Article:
MEDIA, NEWSROOM AMERICA STAFF
A British Parliamentary Select Committee investigating the UK phone hacking scandal has concluded that News Corporation boss, Rupert Murdoch, “is not a fit person to exercise the stewardship of a major international company.”
News Corporation (NASDAQ: NWS, NWSA; ASX: NWS, NWSLV) had total assets as of December 31, 2011 of approximately US$60 billion and total annual revenues of approximately US$34 billion. It’s activities are conducted principally in the United States, Continental Europe, the United Kingdom, Australia, Asia and Latin America.
Murdoch’s media empire includes assets in the United States such as Fox News and the Wall Street Journal.
As part of its investigation, the UK culture committee questioned journalists and executives at the now-defunct News of the World.
“On the basis of the facts and evidence before the Committee, we conclude that, if at all relevant times Rupert Murdoch did not take steps to become fully informed about phone-hacking, he turned a blind eye and exhibited wilful blindness to what was going on in his companies and publications,” the committee said in its report released today.
“This culture, we consider, permeated from the top throughout the organisation and speaks volumes about the lack of effective corporate governance at News Corporation and News International. We conclude, therefore, that Rupert Murdoch is not a fit person to exercise the stewardship of a major international company,” it concluded.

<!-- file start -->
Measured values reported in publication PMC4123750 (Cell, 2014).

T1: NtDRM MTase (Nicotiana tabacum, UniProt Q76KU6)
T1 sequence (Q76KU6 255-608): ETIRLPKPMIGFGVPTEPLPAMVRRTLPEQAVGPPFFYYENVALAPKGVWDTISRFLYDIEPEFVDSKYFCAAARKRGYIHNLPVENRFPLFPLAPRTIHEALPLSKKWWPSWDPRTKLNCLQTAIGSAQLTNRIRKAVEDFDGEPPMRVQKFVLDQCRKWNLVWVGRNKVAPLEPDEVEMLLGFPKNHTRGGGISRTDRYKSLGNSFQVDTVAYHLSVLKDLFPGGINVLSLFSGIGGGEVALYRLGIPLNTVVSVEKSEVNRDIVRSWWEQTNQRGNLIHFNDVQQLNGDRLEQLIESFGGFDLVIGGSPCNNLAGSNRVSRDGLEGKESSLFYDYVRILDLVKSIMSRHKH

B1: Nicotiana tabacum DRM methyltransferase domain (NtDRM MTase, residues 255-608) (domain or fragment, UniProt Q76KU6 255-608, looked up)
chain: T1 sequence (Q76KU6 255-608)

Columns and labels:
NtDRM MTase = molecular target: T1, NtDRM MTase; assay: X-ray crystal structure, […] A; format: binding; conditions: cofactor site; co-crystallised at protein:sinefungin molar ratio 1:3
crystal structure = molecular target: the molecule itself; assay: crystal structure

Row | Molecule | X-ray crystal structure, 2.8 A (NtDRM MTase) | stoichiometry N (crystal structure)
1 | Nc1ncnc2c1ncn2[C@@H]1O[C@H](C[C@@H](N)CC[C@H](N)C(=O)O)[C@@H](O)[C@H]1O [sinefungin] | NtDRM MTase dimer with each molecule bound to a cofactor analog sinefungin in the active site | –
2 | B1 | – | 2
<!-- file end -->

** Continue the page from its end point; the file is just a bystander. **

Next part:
The committee was split six to four on the conclusions however, with right wing members refusing to endorse it and calling it “partisan”.
News Corporation issued a statement in response to the committee from New York, which said “hard truths” have emerged.
“There was serious wrongdoing at the News of the World; that our response to the wrongdoing was too slow and too defensive; and that some of our employees misled the Select Committee in 2009.
“News Corporation regrets, however, that the Select Committee’s analysis of the factual record was followed by some commentary that we, and indeed several members of the committee, consider unjustified and highly partisan. These remarks divided the members along party lines,” it said.
The statement said the company has already confronted and acted on the failings documented in the Report.
“We have conducted internal reviews of operations at newspapers in the United Kingdom and indeed around the world, far beyond anything asked of us by the Metropolitan Police; we have volunteered any evidence of apparent wrongdoing to the authorities; and, we have instituted sweeping changes in our internal controls and our compliance programs on a world-wide basis, to help ensure that nothing like this ever happens again anywhere at News Corporation.
“As we move forward, our goal is to make certain that in every corner of the globe, our company acts in a manner of which our 50,000 employees and hundreds of thousands of shareholders can be justly proud.”
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